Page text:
Bird Buddy March Update

Bird Buddy March Update

Here is what we have been doing lately at Bird Buddy. We have exciting news and special features to present to you!

Hello, everyone!

We hope you’re all doing well and keeping healthy. In case you haven’t been following our Facebook group for the weekly bite-sized updates, we decided to compile them all here as well. Plus, we added some exclusive bits that you get to find out about here first.

We’re super excited to share new footage, previews, and extra details about our AI training process, as well as some of the social features of the Bird Buddy app. We also made it a point to let you all know where we stand with the firmware testing (and what that looked like in the past month): spoiler alert, it’s good news! Without further ado, let’s get into it:

Firmware testing

The good news!

First up, we wanted to bring you up to speed on what we’ve been up to in terms of firmware testing which is an integral part of how Bird Buddy will function and continue to improve going forward.

We’re very happy to report that we were able to eliminate the last critical bug related to the OTA functionality and its updates, which means that our extended testing of firmware came to a point where we feel confident enough to start the manufacturing process on schedule!

The factory in Shenzhen saw a complete shutdown due to Covid-19 last week, which delayed the start of production by a few days; however, as they are now open and running, we are glad to say that we’re starting with smaller production runs to iron out all processes (this will help us further test the manufacturing processes themselves, along with logistics, and any automatisation necessary for these stages).

We will gradually scale production during the coming weeks to full capacity as planned, which keeps us on schedule for fulfillment starting this May. We’ll be able to get a video of the manufacturing process from the factory in the coming days too, so definitely stay tuned for that!

Why firmware testing was and continues to be a necessary process:

IoT or  “The Internet of Things” is a collective network of connected devices and the technology that facilitates communication between them, which is how Bird Buddy operates as well. There are a lot of background processes that simply must work consistently and continuously all the time in order for your device to function as it should. We want to provide constant improvements in regards to functionalities or features. In order to do that, we need to ensure that our firmware is fully operational in two key capabilities that are absolutely critical:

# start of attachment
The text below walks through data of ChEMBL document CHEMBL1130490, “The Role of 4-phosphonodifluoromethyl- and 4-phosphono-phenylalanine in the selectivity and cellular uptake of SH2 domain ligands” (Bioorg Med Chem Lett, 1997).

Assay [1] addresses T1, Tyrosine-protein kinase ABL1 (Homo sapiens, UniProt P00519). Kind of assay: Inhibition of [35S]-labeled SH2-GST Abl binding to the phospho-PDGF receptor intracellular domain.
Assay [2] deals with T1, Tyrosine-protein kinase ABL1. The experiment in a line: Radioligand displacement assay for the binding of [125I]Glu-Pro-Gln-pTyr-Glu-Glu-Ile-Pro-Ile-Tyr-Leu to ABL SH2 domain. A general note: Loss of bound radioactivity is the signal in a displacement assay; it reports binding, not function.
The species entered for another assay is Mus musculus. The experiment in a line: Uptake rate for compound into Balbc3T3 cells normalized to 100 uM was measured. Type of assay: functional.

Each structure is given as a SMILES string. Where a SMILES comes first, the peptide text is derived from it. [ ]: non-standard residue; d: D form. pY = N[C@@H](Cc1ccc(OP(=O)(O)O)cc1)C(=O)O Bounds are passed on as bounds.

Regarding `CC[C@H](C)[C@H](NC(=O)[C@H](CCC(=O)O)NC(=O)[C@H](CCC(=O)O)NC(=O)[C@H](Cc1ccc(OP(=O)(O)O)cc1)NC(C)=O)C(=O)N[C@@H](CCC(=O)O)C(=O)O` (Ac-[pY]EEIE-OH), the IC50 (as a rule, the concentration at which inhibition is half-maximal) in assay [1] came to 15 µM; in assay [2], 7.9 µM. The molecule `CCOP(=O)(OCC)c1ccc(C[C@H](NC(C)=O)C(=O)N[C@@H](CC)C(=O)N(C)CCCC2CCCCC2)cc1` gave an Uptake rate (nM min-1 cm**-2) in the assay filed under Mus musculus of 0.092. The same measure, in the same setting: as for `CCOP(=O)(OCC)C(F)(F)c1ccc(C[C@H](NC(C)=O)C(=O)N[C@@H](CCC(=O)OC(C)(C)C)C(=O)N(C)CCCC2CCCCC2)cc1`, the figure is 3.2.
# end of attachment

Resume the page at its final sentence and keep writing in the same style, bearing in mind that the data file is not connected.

• OTA or “over the air” updates which enables the device to accept updates remotely.
  • Provisioning which is essentially an onboarding phase for your Bird Buddy where you pair your mobile device to Bird Buddy and provide it with the credentials for your Wi-Fi network.

Without these two features, we would be unable to ensure optimal performance remotely (that is, being able to update your devices even once the Bird Buddies are delivered), which would cause your device to be perpetually stuck in the same state you receive it in. These two firmware functionalities will live on with the product and will enable us to add more features to Bird Buddy as time goes on with confidence that they will work as intended.

More than 40 tests are currently ongoing just for the OTA and Provisioning functionalities. To ensure this testing is up to par and done as efficiently as possible, we even built our own in-house testing rig; we designed and 3D printed a holder for the PCBAs (printed circuit boards), which you can see in the photos below:

What does the testing process look like?